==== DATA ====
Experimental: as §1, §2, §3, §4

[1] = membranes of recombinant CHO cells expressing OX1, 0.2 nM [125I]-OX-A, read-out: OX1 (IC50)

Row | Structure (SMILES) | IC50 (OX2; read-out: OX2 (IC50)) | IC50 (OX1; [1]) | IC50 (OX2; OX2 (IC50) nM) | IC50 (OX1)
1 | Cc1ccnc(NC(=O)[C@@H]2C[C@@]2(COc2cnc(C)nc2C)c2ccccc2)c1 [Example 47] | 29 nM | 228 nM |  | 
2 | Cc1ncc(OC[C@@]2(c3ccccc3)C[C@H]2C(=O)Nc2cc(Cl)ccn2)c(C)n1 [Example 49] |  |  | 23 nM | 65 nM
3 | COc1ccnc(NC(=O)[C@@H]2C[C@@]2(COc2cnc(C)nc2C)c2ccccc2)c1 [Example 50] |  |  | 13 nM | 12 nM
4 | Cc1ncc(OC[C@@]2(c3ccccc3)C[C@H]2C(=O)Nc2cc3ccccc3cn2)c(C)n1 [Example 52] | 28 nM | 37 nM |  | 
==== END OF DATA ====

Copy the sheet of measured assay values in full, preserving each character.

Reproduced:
Experimental: as §1, §2, §3, §4

[1] = membranes of recombinant CHO cells expressing OX1, 0.2 nM [125I]-OX-A, read-out: OX1 (IC50)

Row | Structure (SMILES) | IC50 (OX2; read-out: OX2 (IC50)) | IC50 (OX1; [1]) | IC50 (OX2; OX2 (IC50) nM) | IC50 (OX1)
1 | Cc1ccnc(NC(=O)[C@@H]2C[C@@]2(COc2cnc(C)nc2C)c2ccccc2)c1 [Example 47] | 29 nM | 228 nM |  | 
2 | Cc1ncc(OC[C@@]2(c3ccccc3)C[C@H]2C(=O)Nc2cc(Cl)ccn2)c(C)n1 [Example 49] |  |  | 23 nM | 65 nM
3 | COc1ccnc(NC(=O)[C@@H]2C[C@@]2(COc2cnc(C)nc2C)c2ccccc2)c1 [Example 50] |  |  | 13 nM | 12 nM
4 | Cc1ncc(OC[C@@]2(c3ccccc3)C[C@H]2C(=O)Nc2cc3ccccc3cn2)c(C)n1 [Example 52] | 28 nM | 37 nM |  | 